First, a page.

Clinical evidence for the role of Trichomonas vaginalis in regulation of secretory leukocyte protease inhibitor in the female genital tract

Division of Gynecology, Cincinnati Children's Hospital Medical Center, Cincinnati, Ohio, USA.
The Journal of Infectious Diseases (Impact Factor: 5.78). 01/2013; 207. DOI: 10.1093/infdis/jit039
Source: PubMed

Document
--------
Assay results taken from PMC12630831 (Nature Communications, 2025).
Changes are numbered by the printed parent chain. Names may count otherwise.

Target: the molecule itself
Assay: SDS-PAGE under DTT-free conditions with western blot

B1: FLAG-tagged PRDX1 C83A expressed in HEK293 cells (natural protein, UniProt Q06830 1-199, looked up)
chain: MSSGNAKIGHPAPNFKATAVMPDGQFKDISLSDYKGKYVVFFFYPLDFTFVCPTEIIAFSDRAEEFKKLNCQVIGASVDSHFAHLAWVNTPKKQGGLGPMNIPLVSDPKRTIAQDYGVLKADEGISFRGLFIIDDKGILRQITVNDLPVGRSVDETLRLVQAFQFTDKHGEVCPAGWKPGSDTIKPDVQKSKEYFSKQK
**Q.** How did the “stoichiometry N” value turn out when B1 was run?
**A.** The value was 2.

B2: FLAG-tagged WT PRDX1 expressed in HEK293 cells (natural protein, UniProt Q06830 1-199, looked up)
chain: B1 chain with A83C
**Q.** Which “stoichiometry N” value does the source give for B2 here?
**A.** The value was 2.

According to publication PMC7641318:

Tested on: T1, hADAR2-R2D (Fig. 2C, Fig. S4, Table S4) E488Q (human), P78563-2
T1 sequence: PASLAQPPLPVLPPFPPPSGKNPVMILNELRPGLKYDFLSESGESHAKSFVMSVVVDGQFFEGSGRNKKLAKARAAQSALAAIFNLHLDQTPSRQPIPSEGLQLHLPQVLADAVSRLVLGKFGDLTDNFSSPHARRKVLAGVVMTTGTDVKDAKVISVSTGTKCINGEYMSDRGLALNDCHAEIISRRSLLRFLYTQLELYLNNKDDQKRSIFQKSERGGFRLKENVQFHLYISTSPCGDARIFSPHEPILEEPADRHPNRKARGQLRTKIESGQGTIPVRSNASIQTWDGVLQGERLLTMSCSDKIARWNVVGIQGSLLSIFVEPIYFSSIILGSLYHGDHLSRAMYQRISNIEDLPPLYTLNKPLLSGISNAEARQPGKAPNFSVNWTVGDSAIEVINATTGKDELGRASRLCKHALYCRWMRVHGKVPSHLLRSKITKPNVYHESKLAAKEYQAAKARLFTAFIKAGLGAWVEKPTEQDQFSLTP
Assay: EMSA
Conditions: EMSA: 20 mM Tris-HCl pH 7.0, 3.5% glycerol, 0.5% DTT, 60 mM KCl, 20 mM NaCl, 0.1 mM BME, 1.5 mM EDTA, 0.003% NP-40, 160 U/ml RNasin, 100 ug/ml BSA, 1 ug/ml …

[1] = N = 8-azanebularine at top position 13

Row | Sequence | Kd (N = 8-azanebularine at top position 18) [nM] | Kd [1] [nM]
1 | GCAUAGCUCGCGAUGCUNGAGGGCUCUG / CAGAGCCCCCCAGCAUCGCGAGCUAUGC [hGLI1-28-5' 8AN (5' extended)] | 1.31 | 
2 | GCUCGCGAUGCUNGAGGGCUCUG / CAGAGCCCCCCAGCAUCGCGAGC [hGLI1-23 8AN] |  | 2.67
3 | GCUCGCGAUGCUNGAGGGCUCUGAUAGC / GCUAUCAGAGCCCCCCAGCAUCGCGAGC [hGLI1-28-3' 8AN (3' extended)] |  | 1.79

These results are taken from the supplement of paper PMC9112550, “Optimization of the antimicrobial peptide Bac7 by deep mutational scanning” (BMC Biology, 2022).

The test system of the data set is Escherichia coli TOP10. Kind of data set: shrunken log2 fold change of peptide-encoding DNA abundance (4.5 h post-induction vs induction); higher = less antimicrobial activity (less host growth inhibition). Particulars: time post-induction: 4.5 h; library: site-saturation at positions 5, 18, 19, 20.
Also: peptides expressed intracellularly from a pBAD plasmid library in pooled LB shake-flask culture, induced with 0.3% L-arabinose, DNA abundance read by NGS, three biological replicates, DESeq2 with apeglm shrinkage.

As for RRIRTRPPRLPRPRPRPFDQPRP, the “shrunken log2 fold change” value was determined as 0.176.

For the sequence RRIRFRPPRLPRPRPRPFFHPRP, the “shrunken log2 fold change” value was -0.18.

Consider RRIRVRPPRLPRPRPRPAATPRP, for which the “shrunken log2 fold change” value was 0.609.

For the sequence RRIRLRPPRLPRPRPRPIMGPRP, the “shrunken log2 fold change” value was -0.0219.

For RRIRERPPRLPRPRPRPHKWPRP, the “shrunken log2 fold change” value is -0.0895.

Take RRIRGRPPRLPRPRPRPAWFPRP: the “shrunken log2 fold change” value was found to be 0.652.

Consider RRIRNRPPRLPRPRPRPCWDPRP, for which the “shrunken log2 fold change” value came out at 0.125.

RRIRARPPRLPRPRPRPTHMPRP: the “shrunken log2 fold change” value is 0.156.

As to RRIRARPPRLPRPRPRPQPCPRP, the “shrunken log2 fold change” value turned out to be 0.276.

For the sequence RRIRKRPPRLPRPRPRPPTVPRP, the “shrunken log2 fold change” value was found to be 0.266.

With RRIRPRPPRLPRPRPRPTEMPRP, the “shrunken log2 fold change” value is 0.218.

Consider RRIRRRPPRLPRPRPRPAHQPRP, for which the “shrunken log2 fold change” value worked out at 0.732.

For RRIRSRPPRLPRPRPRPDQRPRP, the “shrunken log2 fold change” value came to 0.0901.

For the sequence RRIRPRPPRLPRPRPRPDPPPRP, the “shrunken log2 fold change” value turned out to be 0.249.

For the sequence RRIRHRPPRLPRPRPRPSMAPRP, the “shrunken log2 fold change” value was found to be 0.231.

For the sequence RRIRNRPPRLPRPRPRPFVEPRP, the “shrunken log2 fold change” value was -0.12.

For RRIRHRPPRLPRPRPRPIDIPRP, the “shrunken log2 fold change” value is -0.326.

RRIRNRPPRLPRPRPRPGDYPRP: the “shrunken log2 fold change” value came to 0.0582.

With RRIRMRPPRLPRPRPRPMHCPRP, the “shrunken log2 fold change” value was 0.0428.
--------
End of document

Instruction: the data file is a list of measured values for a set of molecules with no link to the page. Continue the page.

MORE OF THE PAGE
ABSTRACT Background. The secretory leukocyte protease inhibitor (SLPI) is responsible for regulating inflammatory damage and innate and adaptive immune responses of the vaginal mucosa. Depressed cervicovaginal SLPI levels have been correlated with both Trichomonas vaginalis (TV) and poor reproductive health outcomes.Methods. We measured levels of SLPI in 215 vaginal specimens collected from adolescent women ages 14-22. Log-transformed SLPI values were compared by ANOVA or by unpaired t test before and after adjusting for confounding effects through the propensity score method.Results. Women on hormonal contraceptives and those with abnormal vaginal pH had lower SLPI levels as compared to their peers. After propensity score adjustment for race, behavioral factors, hormonal use and other STIs, SLPI levels were lower in women with positive TV antigen test, pH>4.5, vaginal leukocytosis, recurrent compared to initial TV infection, and were lowest in those with highest TV load.Conclusions. SLPI was reduced by >50% in a TV load dependent manner. Future research should consider whether identifying and treating women with low levels of TV infection (before they become wet mount positive) would prevent the loss of SLPI and impaired vaginal immunity. SLPI could be used as a vaginal health marker to evaluate interventions and vaginal products.

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